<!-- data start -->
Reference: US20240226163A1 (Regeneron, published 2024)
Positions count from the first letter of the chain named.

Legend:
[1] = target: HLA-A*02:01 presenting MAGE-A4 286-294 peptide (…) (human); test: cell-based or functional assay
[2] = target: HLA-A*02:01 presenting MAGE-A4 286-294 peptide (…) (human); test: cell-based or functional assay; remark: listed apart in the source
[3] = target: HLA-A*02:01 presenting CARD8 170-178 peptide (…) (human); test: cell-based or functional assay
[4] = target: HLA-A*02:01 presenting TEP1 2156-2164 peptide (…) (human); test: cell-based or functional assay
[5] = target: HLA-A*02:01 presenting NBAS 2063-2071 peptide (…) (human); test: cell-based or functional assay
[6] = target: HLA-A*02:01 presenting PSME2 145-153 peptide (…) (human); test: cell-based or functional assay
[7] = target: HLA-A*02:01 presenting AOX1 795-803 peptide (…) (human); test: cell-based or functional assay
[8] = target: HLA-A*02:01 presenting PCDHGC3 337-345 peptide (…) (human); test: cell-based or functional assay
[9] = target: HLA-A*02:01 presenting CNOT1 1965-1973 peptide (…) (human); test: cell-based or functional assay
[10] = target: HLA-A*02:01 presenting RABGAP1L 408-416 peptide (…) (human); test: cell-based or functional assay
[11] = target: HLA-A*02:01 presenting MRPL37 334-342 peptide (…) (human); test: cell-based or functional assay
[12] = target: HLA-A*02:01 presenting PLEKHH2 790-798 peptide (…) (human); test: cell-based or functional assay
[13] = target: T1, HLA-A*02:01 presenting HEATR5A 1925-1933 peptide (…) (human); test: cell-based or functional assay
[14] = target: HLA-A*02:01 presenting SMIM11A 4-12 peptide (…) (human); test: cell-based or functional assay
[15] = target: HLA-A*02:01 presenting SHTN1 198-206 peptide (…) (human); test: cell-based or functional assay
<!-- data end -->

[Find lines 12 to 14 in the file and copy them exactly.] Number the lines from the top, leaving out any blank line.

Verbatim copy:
[9] = target: HLA-A*02:01 presenting CNOT1 1965-1973 peptide (…) (human); test: cell-based or functional assay
[10] = target: HLA-A*02:01 presenting RABGAP1L 408-416 peptide (…) (human); test: cell-based or functional assay
[11] = target: HLA-A*02:01 presenting MRPL37 334-342 peptide (…) (human); test: cell-based or functional assay